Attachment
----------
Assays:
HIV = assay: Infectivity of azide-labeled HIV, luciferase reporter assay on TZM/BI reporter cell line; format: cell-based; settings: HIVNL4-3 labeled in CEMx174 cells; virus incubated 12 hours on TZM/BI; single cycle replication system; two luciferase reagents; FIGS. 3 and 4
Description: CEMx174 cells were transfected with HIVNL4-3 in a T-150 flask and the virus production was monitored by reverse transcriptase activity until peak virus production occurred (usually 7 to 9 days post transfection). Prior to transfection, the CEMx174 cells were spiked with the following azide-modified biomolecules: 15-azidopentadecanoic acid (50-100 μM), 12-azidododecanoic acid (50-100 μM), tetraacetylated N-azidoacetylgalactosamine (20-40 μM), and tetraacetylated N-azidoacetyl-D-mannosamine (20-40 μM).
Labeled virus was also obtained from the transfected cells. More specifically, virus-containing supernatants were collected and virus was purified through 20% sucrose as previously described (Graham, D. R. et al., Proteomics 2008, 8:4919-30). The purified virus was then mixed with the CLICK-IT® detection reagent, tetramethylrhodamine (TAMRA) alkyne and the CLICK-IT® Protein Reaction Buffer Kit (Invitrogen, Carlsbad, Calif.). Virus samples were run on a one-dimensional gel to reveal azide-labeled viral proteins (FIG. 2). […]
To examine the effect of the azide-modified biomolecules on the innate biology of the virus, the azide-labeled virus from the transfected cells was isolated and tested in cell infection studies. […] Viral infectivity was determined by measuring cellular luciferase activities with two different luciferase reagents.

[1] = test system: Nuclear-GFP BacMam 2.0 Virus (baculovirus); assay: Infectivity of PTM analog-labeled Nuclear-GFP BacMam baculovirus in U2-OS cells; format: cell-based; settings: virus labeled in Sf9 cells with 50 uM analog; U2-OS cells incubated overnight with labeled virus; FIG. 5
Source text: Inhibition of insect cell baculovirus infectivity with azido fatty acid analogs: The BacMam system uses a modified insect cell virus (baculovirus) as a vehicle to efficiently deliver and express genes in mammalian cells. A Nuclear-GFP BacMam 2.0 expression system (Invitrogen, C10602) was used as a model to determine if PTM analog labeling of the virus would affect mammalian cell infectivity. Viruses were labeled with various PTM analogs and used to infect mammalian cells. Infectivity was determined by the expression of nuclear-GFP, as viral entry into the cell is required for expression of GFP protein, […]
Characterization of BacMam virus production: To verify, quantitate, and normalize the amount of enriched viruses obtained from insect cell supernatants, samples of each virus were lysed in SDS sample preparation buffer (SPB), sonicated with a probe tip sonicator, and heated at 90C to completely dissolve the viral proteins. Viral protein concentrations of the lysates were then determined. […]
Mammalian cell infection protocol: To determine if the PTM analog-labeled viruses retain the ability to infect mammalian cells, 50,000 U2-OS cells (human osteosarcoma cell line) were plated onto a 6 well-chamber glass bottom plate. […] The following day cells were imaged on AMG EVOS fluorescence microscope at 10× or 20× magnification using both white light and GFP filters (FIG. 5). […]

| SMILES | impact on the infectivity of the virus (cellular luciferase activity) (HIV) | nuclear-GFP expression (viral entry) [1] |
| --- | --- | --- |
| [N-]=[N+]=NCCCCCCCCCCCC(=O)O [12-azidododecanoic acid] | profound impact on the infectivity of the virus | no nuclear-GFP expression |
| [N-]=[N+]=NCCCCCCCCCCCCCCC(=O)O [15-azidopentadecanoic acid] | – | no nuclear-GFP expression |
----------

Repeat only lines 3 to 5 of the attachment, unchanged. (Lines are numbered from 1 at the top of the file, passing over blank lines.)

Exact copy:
Description: CEMx174 cells were transfected with HIVNL4-3 in a T-150 flask and the virus production was monitored by reverse transcriptase activity until peak virus production occurred (usually 7 to 9 days post transfection). Prior to transfection, the CEMx174 cells were spiked with the following azide-modified biomolecules: 15-azidopentadecanoic acid (50-100 μM), 12-azidododecanoic acid (50-100 μM), tetraacetylated N-azidoacetylgalactosamine (20-40 μM), and tetraacetylated N-azidoacetyl-D-mannosamine (20-40 μM).
Labeled virus was also obtained from the transfected cells. More specifically, virus-containing supernatants were collected and virus was purified through 20% sucrose as previously described (Graham, D. R. et al., Proteomics 2008, 8:4919-30). The purified virus was then mixed with the CLICK-IT® detection reagent, tetramethylrhodamine (TAMRA) alkyne and the CLICK-IT® Protein Reaction Buffer Kit (Invitrogen, Carlsbad, Calif.). Virus samples were run on a one-dimensional gel to reveal azide-labeled viral proteins (FIG. 2). […]
To examine the effect of the azide-modified biomolecules on the innate biology of the virus, the azide-labeled virus from the transfected cells was isolated and tested in cell infection studies. […] Viral infectivity was determined by measuring cellular luciferase activities with two different luciferase reagents.